Just as economic conditions are biting into the living standards of the average New Zealander, so are they darkening for the Labour government.
For Chris Hipkins, who has given Labour a bounce in the polls, the charmed run he has enjoyed could be coming to a brutal end.
He may be pinning his hopes on his Finance Minister, Grant Robertson, working a miracle in a budget that will produce a glow to warm the average taxpayer. The problem for Robertson, though, is that if he spends up large, as he did through the Covid pandemic, he may just prolong the agony inflicted by high prices, because the Reserve Bank will have to sustain interest rates at a peak as it tries, in Governor Adrian Orr’s phrase, to “cool the jets”.
In any case, the Prime Minister contends prices are beginning to stabilise.
That doesn’t wash with the average householder who has just seen — and felt — the impact of food prices rising by 12.1%.
The April 1 boost to benefits, large as it was, was supposed to offset rising costs but failed to do so.
Continue reading “Hipkins has enjoyed a bounce in the polls, but now economic conditions are biting into living standards of the average Kiwi” →
Inflation is showing little sign of slowing down, posing a problem for freshly minted PM Chris Hipkins.
According to that old campaigner Richard Prebble, Hipkins should call a snap election. If he waits till October, he risks being swept away.
The dilemma for the new leader is that fighting an election while inflation is raging is no fun at all. It underlines the extent of Labour’s failure to implement successful economic policies.
Statistics NZ reported the CPI rose 7.2% in the latest quarter. It follows months of high inflation where prices frequently rose faster than at any time since the early 1990s. Continue reading “Inflation is not slowing down yet, so can Hipkins take a tip from Prebble and risk a snap election?” →
Dr Bryce Edwards writes –
The corporate retail banks are making mega profits on the back of Government policies and indirect subsidies of recent years. As a result, there are calls from across almost the whole political spectrum for greater regulation of the banking sector, including windfall taxes. But will outrage turn into action?
Prime Minister Jacinda Ardern led the charge against the banks this week, warning the likes of ANZ – which announced recently that its profits were up 20 per cent to a record $2.3b – that they are at risk of losing their “social license” to operate here.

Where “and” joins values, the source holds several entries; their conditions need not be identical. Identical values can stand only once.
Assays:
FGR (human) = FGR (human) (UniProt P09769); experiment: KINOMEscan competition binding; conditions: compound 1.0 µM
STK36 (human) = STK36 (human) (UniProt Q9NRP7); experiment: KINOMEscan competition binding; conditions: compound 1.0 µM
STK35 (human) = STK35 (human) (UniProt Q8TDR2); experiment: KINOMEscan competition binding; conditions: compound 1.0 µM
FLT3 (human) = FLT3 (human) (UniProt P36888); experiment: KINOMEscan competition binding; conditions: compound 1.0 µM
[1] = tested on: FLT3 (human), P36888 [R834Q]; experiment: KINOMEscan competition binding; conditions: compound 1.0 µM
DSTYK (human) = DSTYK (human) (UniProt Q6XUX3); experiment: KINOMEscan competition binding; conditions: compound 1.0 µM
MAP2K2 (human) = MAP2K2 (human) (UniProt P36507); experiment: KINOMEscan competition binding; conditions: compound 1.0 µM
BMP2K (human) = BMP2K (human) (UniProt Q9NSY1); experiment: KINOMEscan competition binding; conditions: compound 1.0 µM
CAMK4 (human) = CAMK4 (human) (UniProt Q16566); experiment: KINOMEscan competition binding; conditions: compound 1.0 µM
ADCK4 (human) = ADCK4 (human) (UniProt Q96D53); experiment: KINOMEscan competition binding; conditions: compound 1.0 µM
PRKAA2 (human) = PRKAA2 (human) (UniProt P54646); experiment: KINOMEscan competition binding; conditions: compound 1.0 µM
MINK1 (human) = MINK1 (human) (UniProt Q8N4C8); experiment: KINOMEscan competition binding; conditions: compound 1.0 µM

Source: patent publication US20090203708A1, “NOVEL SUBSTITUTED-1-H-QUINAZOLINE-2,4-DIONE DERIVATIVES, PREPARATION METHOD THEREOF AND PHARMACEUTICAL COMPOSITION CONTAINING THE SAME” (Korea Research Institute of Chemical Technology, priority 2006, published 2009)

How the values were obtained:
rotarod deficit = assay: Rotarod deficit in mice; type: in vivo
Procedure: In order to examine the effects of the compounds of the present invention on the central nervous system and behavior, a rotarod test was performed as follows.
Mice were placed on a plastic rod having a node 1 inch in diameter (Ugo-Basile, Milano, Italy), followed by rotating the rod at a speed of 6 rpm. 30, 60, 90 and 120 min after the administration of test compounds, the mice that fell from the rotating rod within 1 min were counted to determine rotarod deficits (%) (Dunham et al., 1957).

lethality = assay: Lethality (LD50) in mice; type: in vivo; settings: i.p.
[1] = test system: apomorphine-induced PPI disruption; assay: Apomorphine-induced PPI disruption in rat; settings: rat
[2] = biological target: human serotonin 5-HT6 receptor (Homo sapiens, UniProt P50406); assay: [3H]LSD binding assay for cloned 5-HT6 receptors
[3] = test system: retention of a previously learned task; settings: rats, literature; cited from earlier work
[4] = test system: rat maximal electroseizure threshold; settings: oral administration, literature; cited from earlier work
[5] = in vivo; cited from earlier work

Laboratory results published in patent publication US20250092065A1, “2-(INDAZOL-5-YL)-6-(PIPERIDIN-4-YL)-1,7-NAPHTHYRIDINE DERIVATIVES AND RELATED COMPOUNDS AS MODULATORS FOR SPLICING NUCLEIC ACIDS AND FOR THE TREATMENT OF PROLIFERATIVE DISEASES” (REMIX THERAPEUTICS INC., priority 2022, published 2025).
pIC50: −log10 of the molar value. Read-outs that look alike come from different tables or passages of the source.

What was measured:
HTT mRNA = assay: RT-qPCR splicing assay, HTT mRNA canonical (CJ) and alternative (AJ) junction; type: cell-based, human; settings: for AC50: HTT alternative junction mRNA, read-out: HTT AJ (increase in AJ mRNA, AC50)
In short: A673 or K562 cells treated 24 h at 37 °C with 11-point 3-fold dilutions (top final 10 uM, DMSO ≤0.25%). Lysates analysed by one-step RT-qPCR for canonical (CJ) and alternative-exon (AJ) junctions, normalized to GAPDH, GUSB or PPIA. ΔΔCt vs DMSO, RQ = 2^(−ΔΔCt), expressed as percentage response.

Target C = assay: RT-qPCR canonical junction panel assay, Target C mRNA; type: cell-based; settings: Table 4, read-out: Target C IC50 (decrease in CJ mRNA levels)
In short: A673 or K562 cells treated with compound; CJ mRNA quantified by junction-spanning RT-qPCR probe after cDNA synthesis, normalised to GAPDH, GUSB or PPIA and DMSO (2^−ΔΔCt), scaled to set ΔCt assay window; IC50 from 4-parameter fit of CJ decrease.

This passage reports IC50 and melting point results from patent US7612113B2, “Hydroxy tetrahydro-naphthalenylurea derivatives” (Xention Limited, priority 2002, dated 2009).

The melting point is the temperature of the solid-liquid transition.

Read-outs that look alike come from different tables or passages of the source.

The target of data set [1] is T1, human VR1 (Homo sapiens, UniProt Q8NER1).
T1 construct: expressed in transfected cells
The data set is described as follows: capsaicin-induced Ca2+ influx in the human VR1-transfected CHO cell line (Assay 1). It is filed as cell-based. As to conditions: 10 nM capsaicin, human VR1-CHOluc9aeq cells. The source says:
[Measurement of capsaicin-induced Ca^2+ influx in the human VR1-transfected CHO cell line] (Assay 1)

The Prime Minister sounded tough, but she was also quick to admit that she has no intention of taking any action or changing the rules. The Finance Minister Grant Robertson was also fast to rule out any reforms or further investigations.
Critics have said that Ardern’s plea for the banks to have “self-reflection” is wishful thinking in the extreme. The Green Party’s finance spokesperson, Julie Ann Genter, put forward this analogy: “Expecting banks… to put people ahead of profit would be a bit like putting the fox in charge of the hen house.” Continue reading “BRYCE EDWARDS: Will the Govt act on mega bank profits and reform the banking sector?“ →
Prime Minister Jacinda Ardern has won lots of favourable publicity, while attending the Queen’s funeral in London and the UN General Assembly in New York.
It was a sombre mission in London, less so but no less tiring in New York (although the nuclear threat from Russia was sobering).
On both occasions, Ardern has represented the country so outstandingly that New Zealanders for a week or two might have overlooked how poorly the government has been performing at home.
Indeed, one commentator – Matthew Hooton in the NZ Herald – suggested that if NZ became a republic he would back Jacinda Ardern for president.
Nobody, he says, better personifies contemporary New Zealand globally and in national celebration or grief. Continue reading “The PM has basked in the glow of approving publicity overseas – but the dollar’s dive should bring her back to earth” →
Is the NZ economy heading for a hard landing? As the country awaits the presentation of Budget 2022, the omens are not good.
The ANZ Bank, in its latest quarterly economic forecast, says many commentators are talking about the risks of a recession. It’s a valid concern, as it is clear that the impact of hikes in the official cash rate (OCR) has already reverberated through the housing market through higher mortgage rates. The bank’s economists say this adds an extra layer of concern over and above fears about the cost of living and sustainability of asset prices (via KiwiSaver balances and the like).
“However it is imperative that the Reserve Bank gets on top of inflation quickly. Going hard should, in theory, lessen the need to hike by more in total and that has been a key RBNZ message.
“ Raising rates aggressively while consumer confidence is around record lows and housing retreating might seem counter-intuitive, but the policy choice is between some pain now or probably more pain later. Indeed not hiking aggressively now would itself be risky.